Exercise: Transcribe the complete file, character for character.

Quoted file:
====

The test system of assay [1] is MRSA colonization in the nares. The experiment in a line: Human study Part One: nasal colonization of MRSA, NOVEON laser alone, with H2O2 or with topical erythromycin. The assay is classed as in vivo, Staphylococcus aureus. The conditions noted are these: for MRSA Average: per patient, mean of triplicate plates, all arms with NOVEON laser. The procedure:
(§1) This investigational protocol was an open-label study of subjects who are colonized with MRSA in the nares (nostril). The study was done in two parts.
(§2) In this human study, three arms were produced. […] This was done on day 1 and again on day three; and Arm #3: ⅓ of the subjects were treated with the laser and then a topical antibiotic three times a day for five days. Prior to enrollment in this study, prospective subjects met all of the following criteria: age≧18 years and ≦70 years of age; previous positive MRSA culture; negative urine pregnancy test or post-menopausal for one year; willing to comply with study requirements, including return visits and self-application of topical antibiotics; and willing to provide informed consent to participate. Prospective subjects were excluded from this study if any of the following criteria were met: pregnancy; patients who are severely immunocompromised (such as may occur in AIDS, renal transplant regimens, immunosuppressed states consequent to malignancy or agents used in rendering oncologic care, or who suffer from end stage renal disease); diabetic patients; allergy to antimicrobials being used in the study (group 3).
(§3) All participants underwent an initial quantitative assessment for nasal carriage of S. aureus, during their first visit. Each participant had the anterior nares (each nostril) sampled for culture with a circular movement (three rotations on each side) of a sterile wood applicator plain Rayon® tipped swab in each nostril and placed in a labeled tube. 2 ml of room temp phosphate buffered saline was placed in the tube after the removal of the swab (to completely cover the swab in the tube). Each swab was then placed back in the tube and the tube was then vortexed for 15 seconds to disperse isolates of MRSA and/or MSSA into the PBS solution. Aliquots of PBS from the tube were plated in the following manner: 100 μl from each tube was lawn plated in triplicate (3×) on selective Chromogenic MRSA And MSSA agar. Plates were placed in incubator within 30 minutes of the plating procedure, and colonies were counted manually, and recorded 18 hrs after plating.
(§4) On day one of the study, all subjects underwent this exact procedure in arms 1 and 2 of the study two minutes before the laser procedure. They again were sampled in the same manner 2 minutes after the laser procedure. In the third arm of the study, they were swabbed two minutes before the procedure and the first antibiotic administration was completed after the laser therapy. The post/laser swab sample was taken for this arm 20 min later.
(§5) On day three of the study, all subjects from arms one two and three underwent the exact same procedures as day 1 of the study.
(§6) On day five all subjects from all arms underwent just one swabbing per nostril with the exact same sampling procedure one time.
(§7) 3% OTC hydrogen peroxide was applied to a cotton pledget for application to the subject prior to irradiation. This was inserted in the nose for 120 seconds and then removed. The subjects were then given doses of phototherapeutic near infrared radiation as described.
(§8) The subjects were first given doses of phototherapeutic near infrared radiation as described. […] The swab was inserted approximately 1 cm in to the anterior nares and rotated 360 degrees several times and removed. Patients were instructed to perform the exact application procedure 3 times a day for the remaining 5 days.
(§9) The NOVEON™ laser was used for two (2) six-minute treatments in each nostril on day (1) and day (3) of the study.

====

The test system of assay [1] is MRSA colonization in the nares. The experiment in a line: Human study Part One: nasal colonization of MRSA, NOVEON laser alone, with H2O2 or with topical erythromycin. The assay is classed as in vivo, Staphylococcus aureus. The conditions noted are these: for MRSA Average: per patient, mean of triplicate plates, all arms with NOVEON laser. The procedure:
(§1) This investigational protocol was an open-label study of subjects who are colonized with MRSA in the nares (nostril). The study was done in two parts.
(§2) In this human study, three arms were produced. […] This was done on day 1 and again on day three; and Arm #3: ⅓ of the subjects were treated with the laser and then a topical antibiotic three times a day for five days. Prior to enrollment in this study, prospective subjects met all of the following criteria: age≧18 years and ≦70 years of age; previous positive MRSA culture; negative urine pregnancy test or post-menopausal for one year; willing to comply with study requirements, including return visits and self-application of topical antibiotics; and willing to provide informed consent to participate. Prospective subjects were excluded from this study if any of the following criteria were met: pregnancy; patients who are severely immunocompromised (such as may occur in AIDS, renal transplant regimens, immunosuppressed states consequent to malignancy or agents used in rendering oncologic care, or who suffer from end stage renal disease); diabetic patients; allergy to antimicrobials being used in the study (group 3).
(§3) All participants underwent an initial quantitative assessment for nasal carriage of S. aureus, during their first visit. Each participant had the anterior nares (each nostril) sampled for culture with a circular movement (three rotations on each side) of a sterile wood applicator plain Rayon® tipped swab in each nostril and placed in a labeled tube. 2 ml of room temp phosphate buffered saline was placed in the tube after the removal of the swab (to completely cover the swab in the tube). Each swab was then placed back in the tube and the tube was then vortexed for 15 seconds to disperse isolates of MRSA and/or MSSA into the PBS solution. Aliquots of PBS from the tube were plated in the following manner: 100 μl from each tube was lawn plated in triplicate (3×) on selective Chromogenic MRSA And MSSA agar. Plates were placed in incubator within 30 minutes of the plating procedure, and colonies were counted manually, and recorded 18 hrs after plating.
(§4) On day one of the study, all subjects underwent this exact procedure in arms 1 and 2 of the study two minutes before the laser procedure. They again were sampled in the same manner 2 minutes after the laser procedure. In the third arm of the study, they were swabbed two minutes before the procedure and the first antibiotic administration was completed after the laser therapy. The post/laser swab sample was taken for this arm 20 min later.
(§5) On day three of the study, all subjects from arms one two and three underwent the exact same procedures as day 1 of the study.
(§6) On day five all subjects from all arms underwent just one swabbing per nostril with the exact same sampling procedure one time.
(§7) 3% OTC hydrogen peroxide was applied to a cotton pledget for application to the subject prior to irradiation. This was inserted in the nose for 120 seconds and then removed. The subjects were then given doses of phototherapeutic near infrared radiation as described.
(§8) The subjects were first given doses of phototherapeutic near infrared radiation as described. […] The swab was inserted approximately 1 cm in to the anterior nares and rotated 360 degrees several times and removed. Patients were instructed to perform the exact application procedure 3 times a day for the remaining 5 days.
(§9) The NOVEON™ laser was used for two (2) six-minute treatments in each nostril on day (1) and day (3) of the study.